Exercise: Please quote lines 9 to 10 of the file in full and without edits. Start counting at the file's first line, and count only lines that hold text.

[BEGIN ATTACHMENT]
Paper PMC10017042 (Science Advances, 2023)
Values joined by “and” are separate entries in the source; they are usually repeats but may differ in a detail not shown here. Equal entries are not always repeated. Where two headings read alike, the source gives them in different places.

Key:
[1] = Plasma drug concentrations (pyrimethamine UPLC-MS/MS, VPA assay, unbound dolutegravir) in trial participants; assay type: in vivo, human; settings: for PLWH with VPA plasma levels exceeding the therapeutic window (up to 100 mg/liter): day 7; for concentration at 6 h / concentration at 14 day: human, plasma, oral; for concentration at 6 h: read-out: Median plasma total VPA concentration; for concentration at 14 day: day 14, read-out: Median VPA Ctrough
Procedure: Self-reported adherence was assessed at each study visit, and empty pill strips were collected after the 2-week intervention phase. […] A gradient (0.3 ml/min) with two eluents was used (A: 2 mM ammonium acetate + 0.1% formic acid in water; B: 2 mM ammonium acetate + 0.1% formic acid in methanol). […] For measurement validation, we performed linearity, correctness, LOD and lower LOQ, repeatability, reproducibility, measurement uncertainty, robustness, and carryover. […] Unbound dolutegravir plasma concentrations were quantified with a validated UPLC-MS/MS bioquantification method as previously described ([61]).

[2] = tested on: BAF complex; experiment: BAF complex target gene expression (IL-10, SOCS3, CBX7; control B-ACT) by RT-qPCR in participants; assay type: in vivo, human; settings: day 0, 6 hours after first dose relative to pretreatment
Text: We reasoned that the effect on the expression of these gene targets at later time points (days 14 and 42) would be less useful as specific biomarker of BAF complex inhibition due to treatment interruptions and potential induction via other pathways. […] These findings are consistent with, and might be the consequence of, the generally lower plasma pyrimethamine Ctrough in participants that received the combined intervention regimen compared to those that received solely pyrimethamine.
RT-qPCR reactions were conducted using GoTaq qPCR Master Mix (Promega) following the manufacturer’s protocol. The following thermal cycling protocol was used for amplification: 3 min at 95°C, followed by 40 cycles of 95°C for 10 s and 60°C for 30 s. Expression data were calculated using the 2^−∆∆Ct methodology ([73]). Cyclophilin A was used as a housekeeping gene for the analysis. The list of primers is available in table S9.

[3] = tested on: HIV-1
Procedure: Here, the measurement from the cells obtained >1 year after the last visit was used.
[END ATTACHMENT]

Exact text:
[3] = tested on: HIV-1
Procedure: Here, the measurement from the cells obtained >1 year after the last visit was used.